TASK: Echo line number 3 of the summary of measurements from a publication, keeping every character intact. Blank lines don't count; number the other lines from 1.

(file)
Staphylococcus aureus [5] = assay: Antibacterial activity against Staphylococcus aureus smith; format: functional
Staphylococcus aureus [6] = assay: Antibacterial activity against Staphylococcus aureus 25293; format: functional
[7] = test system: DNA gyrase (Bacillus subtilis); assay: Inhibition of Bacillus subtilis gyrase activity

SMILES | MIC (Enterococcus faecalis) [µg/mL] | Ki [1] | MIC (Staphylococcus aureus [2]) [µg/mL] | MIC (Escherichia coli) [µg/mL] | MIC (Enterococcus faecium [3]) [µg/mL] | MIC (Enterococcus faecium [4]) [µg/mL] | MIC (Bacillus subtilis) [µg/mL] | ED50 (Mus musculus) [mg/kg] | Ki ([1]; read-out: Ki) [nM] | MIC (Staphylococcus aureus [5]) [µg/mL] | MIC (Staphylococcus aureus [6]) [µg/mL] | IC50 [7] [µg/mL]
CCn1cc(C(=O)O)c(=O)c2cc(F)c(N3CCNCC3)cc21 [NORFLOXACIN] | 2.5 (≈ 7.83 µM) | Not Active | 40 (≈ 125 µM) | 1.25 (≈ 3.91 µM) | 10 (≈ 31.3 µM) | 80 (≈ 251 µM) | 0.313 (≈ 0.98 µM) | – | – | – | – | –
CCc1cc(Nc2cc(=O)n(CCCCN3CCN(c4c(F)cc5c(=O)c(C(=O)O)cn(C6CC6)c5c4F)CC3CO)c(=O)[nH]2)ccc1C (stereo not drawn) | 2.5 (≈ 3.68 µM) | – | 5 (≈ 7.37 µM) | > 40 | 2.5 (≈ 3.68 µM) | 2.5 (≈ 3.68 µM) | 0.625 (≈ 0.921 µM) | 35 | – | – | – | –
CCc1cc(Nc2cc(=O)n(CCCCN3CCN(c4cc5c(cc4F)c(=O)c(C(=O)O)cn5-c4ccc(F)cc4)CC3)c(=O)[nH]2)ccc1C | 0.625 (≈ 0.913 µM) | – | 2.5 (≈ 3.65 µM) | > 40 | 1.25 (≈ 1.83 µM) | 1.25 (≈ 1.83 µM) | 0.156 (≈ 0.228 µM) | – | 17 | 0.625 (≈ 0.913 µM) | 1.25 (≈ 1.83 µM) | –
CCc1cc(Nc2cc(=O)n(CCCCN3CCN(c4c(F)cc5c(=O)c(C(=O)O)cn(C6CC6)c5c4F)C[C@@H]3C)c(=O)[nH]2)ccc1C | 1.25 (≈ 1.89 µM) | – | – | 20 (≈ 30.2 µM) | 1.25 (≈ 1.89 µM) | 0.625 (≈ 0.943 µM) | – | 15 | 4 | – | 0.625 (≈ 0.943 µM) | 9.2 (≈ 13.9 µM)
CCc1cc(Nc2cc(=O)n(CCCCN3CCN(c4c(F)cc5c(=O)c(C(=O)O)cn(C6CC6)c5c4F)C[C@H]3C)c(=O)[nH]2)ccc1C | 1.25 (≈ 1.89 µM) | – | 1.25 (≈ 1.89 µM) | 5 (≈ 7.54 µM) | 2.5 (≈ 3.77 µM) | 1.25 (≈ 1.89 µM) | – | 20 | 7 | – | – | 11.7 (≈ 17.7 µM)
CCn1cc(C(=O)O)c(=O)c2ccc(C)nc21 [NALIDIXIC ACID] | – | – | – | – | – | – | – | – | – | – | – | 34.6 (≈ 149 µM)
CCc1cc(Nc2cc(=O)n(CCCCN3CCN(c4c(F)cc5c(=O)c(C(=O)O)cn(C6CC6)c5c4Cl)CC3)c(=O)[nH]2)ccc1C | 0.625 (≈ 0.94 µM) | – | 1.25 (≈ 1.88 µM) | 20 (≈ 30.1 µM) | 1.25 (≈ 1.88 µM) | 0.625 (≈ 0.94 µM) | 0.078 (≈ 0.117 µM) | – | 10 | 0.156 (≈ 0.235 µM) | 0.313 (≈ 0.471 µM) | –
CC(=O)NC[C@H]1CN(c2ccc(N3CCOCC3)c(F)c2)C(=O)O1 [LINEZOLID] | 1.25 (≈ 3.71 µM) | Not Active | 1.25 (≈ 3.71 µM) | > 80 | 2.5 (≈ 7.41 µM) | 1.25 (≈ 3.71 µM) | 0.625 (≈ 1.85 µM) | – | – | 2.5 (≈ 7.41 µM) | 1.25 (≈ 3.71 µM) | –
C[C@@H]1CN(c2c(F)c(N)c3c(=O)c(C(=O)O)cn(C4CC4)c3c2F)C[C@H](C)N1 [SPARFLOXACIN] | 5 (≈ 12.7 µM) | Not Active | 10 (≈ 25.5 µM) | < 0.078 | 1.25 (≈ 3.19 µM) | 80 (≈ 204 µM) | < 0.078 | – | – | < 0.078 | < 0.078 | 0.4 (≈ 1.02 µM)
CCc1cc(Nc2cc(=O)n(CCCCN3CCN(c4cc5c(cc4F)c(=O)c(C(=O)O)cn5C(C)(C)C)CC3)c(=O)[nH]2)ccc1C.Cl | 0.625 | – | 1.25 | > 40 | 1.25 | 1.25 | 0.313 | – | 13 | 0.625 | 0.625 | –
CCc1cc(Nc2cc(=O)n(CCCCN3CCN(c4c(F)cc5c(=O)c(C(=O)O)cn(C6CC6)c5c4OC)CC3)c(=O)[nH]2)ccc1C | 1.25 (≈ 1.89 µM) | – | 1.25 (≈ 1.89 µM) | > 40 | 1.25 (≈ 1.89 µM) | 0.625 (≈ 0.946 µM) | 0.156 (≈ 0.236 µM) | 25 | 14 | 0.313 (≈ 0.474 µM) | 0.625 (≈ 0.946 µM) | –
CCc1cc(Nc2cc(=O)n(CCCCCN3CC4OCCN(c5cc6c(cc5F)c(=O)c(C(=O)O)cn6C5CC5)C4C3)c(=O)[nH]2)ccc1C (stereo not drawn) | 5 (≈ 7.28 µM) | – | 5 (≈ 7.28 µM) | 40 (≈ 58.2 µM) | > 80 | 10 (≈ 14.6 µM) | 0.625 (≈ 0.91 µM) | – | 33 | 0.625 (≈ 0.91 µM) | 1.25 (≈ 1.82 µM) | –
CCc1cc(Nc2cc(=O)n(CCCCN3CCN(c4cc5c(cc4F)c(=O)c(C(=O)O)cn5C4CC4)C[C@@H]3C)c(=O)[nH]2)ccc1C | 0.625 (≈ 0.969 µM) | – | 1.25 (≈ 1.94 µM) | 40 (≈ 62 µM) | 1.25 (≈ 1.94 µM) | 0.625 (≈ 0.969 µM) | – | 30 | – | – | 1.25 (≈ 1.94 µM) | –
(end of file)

[7] = test system: DNA gyrase (Bacillus subtilis); assay: Inhibition of Bacillus subtilis gyrase activity